Migrationnon-random periodic movement, usually seasonal, in response to availability of prey, reproductive requirements and/or environmental conditions.dolphin ecology
Mortalitythe rate at which a species or population loses members, often expressed as the number of deaths per year.death of dolphins
Mudding or strand feeding a feeding strategy in which one or more dolphins will swim rapidly towards a riverbank (the strand) pushing fish in front of them. The dolphins will follow the fish up onto the beach, putting as much as half of their bodies out of the water, to grasp and eat the fish. This behavior has been observed in a number of dolphin groups in Georgia, South Carolina and Mississippi. A prime example of social learning and culture, mother dolphins model this behavior for their calves, passing the technique on to the next generation.ecology of dolphins, how dolphins eat
Neonatea newborn dolphinbirth, baby dolphin
Nai’athe Hawaiian word for dolphin; (also the name of our boat)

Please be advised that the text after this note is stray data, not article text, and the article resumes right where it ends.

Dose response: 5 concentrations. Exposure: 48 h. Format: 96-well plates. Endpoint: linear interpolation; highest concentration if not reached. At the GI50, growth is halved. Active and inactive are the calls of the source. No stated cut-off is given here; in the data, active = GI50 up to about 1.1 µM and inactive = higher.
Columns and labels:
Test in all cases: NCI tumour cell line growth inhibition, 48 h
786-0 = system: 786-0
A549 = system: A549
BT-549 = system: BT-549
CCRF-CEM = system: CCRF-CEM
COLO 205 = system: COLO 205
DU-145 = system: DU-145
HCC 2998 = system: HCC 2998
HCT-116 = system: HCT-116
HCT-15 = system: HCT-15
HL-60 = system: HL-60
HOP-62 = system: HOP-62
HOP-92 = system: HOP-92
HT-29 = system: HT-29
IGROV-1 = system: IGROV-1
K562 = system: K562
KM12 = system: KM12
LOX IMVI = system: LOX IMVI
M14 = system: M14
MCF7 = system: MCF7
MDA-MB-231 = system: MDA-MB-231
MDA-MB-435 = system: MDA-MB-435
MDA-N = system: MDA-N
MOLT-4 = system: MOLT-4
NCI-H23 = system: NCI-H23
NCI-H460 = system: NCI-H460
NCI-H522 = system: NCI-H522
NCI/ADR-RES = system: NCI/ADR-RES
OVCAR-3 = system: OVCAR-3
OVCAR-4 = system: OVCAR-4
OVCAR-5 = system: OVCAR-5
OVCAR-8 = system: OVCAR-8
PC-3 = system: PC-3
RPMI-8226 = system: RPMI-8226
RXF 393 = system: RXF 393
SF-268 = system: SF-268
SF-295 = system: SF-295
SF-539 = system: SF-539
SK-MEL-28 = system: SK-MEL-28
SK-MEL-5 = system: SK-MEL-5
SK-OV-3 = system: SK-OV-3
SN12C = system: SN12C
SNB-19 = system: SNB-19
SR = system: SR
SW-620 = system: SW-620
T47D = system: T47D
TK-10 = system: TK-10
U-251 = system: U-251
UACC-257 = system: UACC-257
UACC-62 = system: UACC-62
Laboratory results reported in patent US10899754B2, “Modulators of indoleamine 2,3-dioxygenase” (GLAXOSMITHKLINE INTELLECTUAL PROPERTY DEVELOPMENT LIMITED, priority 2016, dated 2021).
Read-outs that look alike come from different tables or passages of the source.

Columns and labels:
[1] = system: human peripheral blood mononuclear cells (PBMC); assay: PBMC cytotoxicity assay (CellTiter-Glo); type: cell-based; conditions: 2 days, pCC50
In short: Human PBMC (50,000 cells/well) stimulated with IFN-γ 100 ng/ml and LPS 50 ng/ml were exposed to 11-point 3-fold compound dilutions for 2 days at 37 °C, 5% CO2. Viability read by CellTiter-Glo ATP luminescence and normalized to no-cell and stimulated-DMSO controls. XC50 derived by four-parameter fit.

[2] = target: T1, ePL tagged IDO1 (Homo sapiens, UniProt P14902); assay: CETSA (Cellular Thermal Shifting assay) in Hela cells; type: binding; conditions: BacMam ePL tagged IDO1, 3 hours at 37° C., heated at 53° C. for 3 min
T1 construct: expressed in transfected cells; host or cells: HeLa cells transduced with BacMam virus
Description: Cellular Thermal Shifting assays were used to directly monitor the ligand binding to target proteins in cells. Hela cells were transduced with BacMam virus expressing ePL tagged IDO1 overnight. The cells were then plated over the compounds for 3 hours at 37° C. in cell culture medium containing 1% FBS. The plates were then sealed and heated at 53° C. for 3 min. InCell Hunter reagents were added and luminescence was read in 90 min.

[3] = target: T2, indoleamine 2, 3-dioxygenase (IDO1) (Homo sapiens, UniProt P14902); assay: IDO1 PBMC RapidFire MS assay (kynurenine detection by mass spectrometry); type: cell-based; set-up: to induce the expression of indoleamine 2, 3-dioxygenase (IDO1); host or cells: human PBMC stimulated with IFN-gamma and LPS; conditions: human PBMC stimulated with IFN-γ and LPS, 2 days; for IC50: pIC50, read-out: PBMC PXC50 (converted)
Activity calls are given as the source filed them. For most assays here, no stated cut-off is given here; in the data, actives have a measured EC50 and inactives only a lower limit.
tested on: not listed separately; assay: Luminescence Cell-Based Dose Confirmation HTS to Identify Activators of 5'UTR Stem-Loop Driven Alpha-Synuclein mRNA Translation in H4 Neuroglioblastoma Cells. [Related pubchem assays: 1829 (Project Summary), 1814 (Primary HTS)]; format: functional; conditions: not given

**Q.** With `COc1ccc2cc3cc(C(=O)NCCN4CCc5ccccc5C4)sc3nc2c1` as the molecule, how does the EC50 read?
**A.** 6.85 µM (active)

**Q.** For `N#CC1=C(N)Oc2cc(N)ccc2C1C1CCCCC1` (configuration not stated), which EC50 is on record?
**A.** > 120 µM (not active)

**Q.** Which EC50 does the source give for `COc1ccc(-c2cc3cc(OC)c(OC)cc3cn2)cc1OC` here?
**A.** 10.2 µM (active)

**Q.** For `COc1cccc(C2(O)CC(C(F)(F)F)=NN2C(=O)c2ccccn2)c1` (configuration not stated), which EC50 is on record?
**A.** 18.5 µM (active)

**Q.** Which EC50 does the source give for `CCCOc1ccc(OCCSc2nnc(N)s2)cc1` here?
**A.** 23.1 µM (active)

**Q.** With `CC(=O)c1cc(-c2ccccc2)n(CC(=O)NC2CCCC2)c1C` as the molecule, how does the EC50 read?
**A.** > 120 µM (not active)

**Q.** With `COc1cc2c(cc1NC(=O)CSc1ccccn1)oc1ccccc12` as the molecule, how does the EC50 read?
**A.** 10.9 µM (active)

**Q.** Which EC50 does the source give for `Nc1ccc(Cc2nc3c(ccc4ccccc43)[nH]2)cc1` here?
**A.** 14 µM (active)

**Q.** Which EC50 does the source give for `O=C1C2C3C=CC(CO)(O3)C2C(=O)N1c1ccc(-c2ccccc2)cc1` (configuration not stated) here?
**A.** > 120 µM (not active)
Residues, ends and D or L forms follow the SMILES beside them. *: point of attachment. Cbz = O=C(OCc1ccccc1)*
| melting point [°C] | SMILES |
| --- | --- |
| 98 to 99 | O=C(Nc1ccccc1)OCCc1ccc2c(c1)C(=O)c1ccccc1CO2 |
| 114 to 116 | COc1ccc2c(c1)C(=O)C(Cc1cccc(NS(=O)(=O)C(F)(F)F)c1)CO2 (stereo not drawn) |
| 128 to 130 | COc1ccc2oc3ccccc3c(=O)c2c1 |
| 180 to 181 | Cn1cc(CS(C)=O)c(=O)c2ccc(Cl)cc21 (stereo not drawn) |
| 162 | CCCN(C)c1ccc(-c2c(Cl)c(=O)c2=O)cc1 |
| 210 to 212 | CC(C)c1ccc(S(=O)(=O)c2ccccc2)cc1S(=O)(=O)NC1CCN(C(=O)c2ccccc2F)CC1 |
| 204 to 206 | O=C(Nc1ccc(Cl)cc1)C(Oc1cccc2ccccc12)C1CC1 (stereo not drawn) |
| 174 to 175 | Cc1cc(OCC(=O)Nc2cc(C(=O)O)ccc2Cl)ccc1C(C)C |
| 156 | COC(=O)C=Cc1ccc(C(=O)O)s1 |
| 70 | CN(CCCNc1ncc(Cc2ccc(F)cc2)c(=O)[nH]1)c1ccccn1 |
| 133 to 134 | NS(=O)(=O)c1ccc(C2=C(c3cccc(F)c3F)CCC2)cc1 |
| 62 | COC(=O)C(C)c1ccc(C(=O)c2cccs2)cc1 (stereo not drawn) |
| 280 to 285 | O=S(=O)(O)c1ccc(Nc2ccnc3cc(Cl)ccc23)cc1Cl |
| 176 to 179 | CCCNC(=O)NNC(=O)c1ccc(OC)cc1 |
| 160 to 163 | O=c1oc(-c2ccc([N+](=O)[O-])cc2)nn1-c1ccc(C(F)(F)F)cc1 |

NOAA (National Oceanographic and Atmospheric Administration) the federal government agency within the Department of Commerce that regulates and manages dolphins and other marine mammals in US waters. Multiple offices exist within NOAA, e.g., NOS (National Ocean Service, NMFS (National Marine Fisheries Service), NWS (National Weather Service), etc.
PCB (Polychlorinated Biphenyl) an organic chlorine compound once widely used in a number of manufacturing processes, especially electrical equipment. Highly toxic and persistent in the environment, PCBs are known to cause cancer in animals and are probable human carcinogens. Production of PCBs was banned in the US in 1978, but because of their longevity, PCBs are still in wide use and readily found in soil, water and air.

Of particular concern along the Georgia coast is the presence and persistence of Aroclor 1268, which was released for decades into tidal waters near Brunswick, GA. The contamination was sufficiently extensive in the release area for it to be designated an EPA Superfund Site. A number of studies have documented the transport of Aroclor 1268 to adjacent waterways in Georgia and the build up of the compound in dolphin blubber and plasma, negatively affecting the overall health, reproductive fitness and survival rates of dolphins in the area.

Pedunclethe area of a dolphin’s back behind the dorsal fin, including the tail fluke, that contains very powerful longitudinal muscles used to move the dolphin through the water.dolphin physiology, body